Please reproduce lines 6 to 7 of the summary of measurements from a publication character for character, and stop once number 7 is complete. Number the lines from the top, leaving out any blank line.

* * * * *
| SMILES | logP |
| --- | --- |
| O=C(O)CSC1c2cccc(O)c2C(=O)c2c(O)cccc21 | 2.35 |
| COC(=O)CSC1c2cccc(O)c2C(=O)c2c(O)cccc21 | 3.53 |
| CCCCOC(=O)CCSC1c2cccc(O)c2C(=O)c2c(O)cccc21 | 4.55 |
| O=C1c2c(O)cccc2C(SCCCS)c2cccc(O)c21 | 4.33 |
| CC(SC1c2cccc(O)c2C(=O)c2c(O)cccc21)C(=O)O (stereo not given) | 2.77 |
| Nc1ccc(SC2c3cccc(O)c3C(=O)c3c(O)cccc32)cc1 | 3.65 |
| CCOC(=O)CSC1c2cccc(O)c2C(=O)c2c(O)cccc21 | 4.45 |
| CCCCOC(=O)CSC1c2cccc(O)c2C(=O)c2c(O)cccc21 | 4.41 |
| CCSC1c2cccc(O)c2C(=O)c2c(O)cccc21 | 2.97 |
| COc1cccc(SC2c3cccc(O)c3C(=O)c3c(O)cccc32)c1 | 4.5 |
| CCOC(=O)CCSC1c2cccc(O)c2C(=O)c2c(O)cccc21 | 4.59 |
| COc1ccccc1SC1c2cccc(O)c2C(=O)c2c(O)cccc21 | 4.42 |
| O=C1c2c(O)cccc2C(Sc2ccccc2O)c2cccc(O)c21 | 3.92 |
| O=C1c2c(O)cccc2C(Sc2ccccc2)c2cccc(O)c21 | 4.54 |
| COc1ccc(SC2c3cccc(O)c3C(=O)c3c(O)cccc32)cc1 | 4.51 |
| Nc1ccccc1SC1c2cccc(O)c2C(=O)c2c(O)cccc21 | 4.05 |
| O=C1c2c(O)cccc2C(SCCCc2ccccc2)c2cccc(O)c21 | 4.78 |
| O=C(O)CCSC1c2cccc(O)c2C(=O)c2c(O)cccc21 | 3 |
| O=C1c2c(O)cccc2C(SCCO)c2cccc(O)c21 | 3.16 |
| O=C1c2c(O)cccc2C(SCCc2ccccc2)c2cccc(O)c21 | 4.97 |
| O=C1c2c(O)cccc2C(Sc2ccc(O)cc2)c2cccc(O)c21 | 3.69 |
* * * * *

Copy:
| O=C1c2c(O)cccc2C(SCCCS)c2cccc(O)c21 | 4.33 |
| CC(SC1c2cccc(O)c2C(=O)c2c(O)cccc21)C(=O)O (stereo not given) | 2.77 |